Predators, Parasites and Ambulance Chasers: Financial Exploitation Of The Elderly In Rural America

Tuesday, July 15, 2014: 4:15 PM
Room: Booth 40
Oral Presentation
Shirley NUSS , Nuss & Asssociates, Fort Morgan, CO
This discussion is based on more than a decade of participant-observation in a rural community with 8,000 residents and fifty churches. At the beginning of the decade, the author became a resident exclusively engaged in the full-time care of elderly parents. During the decade, a dramatic increase in overt hostility towards the rural elderly was observed and documented as a new culture was emerging to replace respect for the elderly with three main agents - predators, parasites and ambulance chasers.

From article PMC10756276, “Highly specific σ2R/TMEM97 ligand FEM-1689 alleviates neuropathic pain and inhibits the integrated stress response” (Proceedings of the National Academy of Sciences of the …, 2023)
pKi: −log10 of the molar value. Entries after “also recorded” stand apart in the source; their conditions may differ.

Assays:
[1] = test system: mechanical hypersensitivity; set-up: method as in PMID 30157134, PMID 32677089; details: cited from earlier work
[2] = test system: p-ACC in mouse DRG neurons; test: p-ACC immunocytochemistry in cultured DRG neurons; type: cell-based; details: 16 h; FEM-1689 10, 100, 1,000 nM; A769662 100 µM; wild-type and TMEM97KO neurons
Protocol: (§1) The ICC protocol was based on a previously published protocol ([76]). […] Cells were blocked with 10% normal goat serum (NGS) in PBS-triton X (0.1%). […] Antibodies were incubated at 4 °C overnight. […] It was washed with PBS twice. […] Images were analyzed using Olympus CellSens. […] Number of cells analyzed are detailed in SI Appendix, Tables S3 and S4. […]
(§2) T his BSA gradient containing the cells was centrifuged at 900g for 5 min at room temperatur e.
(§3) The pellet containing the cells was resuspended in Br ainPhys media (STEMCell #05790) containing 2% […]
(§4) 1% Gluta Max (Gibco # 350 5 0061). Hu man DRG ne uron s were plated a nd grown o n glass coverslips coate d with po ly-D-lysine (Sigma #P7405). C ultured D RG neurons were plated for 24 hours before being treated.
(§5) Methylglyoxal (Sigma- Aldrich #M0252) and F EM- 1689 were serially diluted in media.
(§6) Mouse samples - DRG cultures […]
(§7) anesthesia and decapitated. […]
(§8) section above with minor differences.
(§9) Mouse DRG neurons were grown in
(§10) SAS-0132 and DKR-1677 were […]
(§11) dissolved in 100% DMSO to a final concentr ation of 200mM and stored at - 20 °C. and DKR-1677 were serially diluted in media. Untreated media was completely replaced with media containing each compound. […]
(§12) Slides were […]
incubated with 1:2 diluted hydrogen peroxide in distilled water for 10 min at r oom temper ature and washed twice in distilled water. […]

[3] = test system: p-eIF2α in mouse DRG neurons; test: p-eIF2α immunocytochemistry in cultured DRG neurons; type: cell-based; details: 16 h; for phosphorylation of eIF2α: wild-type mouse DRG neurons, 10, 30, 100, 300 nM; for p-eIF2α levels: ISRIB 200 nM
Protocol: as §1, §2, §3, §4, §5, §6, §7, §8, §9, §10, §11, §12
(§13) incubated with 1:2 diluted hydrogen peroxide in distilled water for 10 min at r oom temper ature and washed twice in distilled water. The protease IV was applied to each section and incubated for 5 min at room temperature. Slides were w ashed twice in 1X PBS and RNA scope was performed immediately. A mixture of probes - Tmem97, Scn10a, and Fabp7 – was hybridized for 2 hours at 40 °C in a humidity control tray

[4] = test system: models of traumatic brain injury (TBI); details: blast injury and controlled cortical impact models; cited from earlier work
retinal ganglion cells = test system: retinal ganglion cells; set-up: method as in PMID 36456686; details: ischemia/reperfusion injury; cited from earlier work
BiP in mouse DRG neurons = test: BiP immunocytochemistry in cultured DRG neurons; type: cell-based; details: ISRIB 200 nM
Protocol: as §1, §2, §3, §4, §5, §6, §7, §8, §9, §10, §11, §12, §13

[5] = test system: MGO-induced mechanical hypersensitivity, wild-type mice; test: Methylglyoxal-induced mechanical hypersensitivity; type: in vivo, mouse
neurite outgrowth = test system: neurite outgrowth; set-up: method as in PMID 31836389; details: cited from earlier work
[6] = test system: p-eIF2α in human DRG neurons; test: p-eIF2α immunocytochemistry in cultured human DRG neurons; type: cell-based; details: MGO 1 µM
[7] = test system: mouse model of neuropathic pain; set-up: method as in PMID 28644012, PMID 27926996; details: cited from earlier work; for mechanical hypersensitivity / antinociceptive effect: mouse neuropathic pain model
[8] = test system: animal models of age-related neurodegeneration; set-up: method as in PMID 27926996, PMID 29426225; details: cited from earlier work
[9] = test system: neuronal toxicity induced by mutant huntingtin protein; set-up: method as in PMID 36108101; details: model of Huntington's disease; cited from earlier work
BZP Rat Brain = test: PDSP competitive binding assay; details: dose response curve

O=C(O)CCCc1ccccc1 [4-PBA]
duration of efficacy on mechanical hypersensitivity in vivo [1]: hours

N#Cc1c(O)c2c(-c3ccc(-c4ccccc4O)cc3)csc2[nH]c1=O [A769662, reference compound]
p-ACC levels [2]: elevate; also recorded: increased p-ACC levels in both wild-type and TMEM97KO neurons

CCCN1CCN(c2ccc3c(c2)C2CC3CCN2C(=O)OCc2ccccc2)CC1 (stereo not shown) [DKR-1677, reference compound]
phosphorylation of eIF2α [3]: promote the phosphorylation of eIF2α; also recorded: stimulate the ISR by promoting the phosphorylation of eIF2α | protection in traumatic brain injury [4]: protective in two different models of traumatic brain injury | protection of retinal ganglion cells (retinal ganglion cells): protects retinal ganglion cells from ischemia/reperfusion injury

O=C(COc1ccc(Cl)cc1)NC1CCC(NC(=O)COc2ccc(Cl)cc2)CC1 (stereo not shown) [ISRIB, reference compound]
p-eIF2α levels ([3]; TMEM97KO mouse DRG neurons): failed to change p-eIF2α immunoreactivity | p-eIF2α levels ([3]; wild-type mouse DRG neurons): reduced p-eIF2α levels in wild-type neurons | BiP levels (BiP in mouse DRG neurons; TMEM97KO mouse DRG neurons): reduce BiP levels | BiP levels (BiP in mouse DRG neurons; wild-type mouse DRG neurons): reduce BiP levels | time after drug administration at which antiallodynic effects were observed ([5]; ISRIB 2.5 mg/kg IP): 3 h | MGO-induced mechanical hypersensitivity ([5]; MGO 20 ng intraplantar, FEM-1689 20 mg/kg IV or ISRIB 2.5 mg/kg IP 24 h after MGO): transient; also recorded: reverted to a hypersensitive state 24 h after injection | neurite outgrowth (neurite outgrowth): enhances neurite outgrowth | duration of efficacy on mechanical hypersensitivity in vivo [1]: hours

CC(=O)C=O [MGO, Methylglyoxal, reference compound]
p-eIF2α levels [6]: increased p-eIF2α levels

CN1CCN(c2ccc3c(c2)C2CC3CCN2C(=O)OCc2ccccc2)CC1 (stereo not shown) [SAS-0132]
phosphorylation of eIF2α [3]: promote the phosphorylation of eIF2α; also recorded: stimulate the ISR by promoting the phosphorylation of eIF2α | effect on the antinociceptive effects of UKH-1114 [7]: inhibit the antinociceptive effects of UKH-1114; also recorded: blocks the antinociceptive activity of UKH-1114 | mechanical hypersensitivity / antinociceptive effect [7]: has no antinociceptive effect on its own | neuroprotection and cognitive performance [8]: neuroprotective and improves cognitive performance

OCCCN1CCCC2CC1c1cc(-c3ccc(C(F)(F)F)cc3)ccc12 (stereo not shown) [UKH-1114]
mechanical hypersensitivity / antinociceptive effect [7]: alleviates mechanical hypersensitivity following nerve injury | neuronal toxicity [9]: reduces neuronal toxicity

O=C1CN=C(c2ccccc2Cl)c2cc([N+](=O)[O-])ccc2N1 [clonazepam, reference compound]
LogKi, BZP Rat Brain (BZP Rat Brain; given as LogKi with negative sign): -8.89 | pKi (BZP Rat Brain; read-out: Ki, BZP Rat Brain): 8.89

This paper discusses variations among these agents as they accomplish their objective of financial exploitation of the elderly. The predator waits for an opportunity to exploit the elderly by profiting from their limited ability to defend themselves. Older children form a major predator group, along with those associated with assisted living and nursing homes. For parasites, economic survival flows from exploiting the elderly through provision of services and products that they are no longer able to access or acquire without assistance. Children and grandchildren increasingly operate as parasites. Observation suggests parasites at least double their profit from work for the elderly relative to other age-groups. Some parasites operate from local shops and businesses or as attorneys engaged in servicing the elderly, with financial gain being similarly disproportionate as their primary objective. Medicare beneficiaries are often primary targets of parasites. Ambulance chasers may be engaged in provision of health care as well as entrepreneurs who offer people released from the hospital with assistance in selling everything they own, including their home; when met with resistance, phone calls to parasites in social services often facilitates the acquisition of a power of attorney for this final stage of asset appropriation. It concludes with observations suggesting 50 churches serving 8,000 are financially viable with these agents.